Ride Wakes: Learn More About Wakeboards
Dive in and up the thrill—shop wakeboards and wakeboarding accessories at DICK’S Sporting Goods.
Ride wakes with the latest technology—shop wakeboards designed for lightweight performance and agility in the water. Pair your board with innovative wakeboard ropes and handles
- Beginners should go for a square-railed board for control, stability and the ability to make long, sweeping cuts outside of the wake.
- Advanced wakeboarders often go for boards with round rails, enabling better tricks and softer landing. These boards deliver up faster speed and quicker lift on the water.
When selecting your wakeboard, think about your riding style—both on and off the water. Surfers and skiers often prefer a single-tip board, designed for a pointed front and a square back, mimicking the design of a surfboard. Snowboarders and skateboarders should try a twin-tip board, designed with a rounded front and back end, much like a skateboard.
Wakeboards are generally built from the same materials as water skis, including a polyurethane core wrapped by fiberglass or fiberglass graphite. Most wakeboards are between 120 and 150 centimeters in length. Always consult product information for guidelines on size and weight restrictions for your board.
Generally, the shorter the wakeboard, the less stability you will have in starts and turns. Beginners should choose a longer board. Consider the construction of your wakeboard:
The amount of rocker describes a wakeboard's bottom profile using the angles where the board curves at either end. Wakeboard rockers have three major categories: continuous, continuous/progressive and three-stage.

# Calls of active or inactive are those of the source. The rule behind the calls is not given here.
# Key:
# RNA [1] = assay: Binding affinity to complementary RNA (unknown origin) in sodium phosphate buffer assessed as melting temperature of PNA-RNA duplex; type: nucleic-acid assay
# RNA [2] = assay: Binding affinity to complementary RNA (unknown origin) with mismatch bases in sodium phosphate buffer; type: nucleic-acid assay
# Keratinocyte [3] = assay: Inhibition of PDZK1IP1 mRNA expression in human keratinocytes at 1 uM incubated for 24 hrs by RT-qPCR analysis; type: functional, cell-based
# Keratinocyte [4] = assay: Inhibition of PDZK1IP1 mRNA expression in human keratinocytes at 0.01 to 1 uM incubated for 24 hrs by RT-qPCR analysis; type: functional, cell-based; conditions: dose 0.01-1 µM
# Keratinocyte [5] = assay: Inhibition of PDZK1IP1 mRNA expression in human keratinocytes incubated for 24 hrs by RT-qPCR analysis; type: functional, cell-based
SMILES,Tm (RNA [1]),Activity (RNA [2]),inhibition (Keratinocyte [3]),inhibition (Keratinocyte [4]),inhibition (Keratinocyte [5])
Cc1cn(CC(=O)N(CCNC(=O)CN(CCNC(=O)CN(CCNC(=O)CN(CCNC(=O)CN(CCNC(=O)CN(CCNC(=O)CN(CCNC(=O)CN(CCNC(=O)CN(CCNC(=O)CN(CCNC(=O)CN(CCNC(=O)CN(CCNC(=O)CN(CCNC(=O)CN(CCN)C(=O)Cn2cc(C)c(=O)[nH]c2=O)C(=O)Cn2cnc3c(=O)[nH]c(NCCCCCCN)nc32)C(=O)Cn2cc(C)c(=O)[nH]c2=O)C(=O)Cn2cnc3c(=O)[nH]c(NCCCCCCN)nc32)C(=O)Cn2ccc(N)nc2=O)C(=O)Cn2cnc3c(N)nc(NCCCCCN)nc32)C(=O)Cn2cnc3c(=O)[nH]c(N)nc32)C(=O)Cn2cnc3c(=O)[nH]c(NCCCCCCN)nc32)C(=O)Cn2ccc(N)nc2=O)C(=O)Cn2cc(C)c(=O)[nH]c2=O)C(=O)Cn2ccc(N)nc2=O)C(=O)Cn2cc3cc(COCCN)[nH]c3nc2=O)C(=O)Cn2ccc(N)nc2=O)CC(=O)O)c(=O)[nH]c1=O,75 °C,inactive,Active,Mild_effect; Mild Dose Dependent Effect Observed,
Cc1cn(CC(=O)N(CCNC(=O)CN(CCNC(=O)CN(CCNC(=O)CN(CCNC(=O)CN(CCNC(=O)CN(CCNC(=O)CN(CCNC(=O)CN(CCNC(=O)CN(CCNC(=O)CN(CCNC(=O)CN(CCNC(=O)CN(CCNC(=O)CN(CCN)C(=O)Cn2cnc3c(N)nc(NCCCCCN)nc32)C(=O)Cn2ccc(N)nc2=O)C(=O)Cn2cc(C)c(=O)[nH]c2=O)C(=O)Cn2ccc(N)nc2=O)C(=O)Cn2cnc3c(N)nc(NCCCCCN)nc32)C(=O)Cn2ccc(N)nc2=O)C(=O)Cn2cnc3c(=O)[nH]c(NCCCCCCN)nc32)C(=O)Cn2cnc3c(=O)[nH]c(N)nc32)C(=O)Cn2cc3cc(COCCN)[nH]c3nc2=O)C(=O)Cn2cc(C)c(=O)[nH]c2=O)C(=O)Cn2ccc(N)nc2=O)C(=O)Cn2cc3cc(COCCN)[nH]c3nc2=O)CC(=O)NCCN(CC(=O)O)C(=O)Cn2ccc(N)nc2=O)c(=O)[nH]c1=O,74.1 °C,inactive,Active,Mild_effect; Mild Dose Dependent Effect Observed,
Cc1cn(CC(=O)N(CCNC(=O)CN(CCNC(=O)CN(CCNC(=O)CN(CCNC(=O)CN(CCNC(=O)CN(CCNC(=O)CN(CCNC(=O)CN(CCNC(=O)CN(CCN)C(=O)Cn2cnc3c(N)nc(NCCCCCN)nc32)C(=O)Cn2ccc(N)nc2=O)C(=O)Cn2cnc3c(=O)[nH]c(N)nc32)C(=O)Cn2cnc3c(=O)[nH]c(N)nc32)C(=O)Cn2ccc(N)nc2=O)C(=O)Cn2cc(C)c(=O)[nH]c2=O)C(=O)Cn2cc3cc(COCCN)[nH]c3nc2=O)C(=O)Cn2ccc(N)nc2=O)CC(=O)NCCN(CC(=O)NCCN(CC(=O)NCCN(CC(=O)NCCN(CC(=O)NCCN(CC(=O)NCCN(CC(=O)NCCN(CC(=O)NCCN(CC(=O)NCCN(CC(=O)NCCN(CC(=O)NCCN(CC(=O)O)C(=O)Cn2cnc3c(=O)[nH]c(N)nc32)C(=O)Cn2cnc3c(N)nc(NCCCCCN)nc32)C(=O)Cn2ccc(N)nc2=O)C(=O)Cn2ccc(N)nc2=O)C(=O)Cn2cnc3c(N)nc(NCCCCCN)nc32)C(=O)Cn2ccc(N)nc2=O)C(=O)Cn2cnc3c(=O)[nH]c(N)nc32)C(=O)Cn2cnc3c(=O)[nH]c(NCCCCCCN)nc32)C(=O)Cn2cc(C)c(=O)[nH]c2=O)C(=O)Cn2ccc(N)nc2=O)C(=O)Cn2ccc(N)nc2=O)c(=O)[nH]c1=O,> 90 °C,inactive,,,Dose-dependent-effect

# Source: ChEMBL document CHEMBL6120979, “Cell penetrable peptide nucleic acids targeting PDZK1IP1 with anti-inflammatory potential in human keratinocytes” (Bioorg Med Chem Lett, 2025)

Fins keep the board traveling in the direction in which you point it and prevent it from freely rotating on the water. It does this using vertical depth and the shape of the foil, or profile, of the fin from front to back.
- Wider foils move more water and create drag and lift under your feet
- Thinner foils push less water and let the fin guide your board without resistance
Wakeboarders need a stiffer rope than water skiers. Tighter, stiffer ropes that don’t stretch provide more air to pull yourself through flips and spins. Keep in mind these factors when buying your wakeboarding rope:
- Low stretch ropes are generally constructed of polyethylene or some blend of it
- These generally stretch around 1 percent in length when under a normal wakeboarding load
- Wakeboard ropes vary in length, but most are sixty to seventy feet long
- Some are one piece with no length adjustment, while others offer multiple adjustment loops
- Wakeboard handles tend to be more specialized than water-ski handles because they offer more features that make tricks and aerial maneuvers easier
- Most wakeboard handles have a wider grip than water ski handles
- Wakeboard handles commonly have grips that are 13-15 inches wide, whereas ski handles are generally 11-12 inches wide
- The increased grip width makes it easier to perform tricks requiring the handle to be passed behind the rider's back